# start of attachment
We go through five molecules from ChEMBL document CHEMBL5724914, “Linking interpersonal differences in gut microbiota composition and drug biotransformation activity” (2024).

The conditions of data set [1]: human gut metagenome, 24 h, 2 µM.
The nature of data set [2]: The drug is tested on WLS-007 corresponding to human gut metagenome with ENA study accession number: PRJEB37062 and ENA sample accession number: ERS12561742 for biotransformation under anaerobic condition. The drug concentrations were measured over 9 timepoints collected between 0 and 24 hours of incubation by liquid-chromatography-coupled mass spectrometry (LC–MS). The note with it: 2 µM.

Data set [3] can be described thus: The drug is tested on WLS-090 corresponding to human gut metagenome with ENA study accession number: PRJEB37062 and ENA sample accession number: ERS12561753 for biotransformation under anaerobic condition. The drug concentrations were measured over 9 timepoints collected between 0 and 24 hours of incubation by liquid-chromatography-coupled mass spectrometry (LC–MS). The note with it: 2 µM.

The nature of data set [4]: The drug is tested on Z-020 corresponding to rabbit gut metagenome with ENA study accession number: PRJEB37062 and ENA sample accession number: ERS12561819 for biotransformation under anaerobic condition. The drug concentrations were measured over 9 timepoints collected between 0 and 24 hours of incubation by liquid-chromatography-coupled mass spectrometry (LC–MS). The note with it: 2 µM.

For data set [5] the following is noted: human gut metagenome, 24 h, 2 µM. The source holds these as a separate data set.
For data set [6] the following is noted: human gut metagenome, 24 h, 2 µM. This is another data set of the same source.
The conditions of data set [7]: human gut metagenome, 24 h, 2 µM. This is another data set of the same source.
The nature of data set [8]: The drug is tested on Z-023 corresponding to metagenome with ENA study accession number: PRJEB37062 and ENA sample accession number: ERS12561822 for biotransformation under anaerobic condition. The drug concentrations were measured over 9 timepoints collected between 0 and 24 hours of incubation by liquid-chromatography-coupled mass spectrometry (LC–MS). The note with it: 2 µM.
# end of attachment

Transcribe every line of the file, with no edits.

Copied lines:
We go through five molecules from ChEMBL document CHEMBL5724914, “Linking interpersonal differences in gut microbiota composition and drug biotransformation activity” (2024).

The conditions of data set [1]: human gut metagenome, 24 h, 2 µM.
The nature of data set [2]: The drug is tested on WLS-007 corresponding to human gut metagenome with ENA study accession number: PRJEB37062 and ENA sample accession number: ERS12561742 for biotransformation under anaerobic condition. The drug concentrations were measured over 9 timepoints collected between 0 and 24 hours of incubation by liquid-chromatography-coupled mass spectrometry (LC–MS). The note with it: 2 µM.

Data set [3] can be described thus: The drug is tested on WLS-090 corresponding to human gut metagenome with ENA study accession number: PRJEB37062 and ENA sample accession number: ERS12561753 for biotransformation under anaerobic condition. The drug concentrations were measured over 9 timepoints collected between 0 and 24 hours of incubation by liquid-chromatography-coupled mass spectrometry (LC–MS). The note with it: 2 µM.

The nature of data set [4]: The drug is tested on Z-020 corresponding to rabbit gut metagenome with ENA study accession number: PRJEB37062 and ENA sample accession number: ERS12561819 for biotransformation under anaerobic condition. The drug concentrations were measured over 9 timepoints collected between 0 and 24 hours of incubation by liquid-chromatography-coupled mass spectrometry (LC–MS). The note with it: 2 µM.

For data set [5] the following is noted: human gut metagenome, 24 h, 2 µM. The source holds these as a separate data set.
For data set [6] the following is noted: human gut metagenome, 24 h, 2 µM. This is another data set of the same source.
The conditions of data set [7]: human gut metagenome, 24 h, 2 µM. This is another data set of the same source.
The nature of data set [8]: The drug is tested on Z-023 corresponding to metagenome with ENA study accession number: PRJEB37062 and ENA sample accession number: ERS12561822 for biotransformation under anaerobic condition. The drug concentrations were measured over 9 timepoints collected between 0 and 24 hours of incubation by liquid-chromatography-coupled mass spectrometry (LC–MS). The note with it: 2 µM.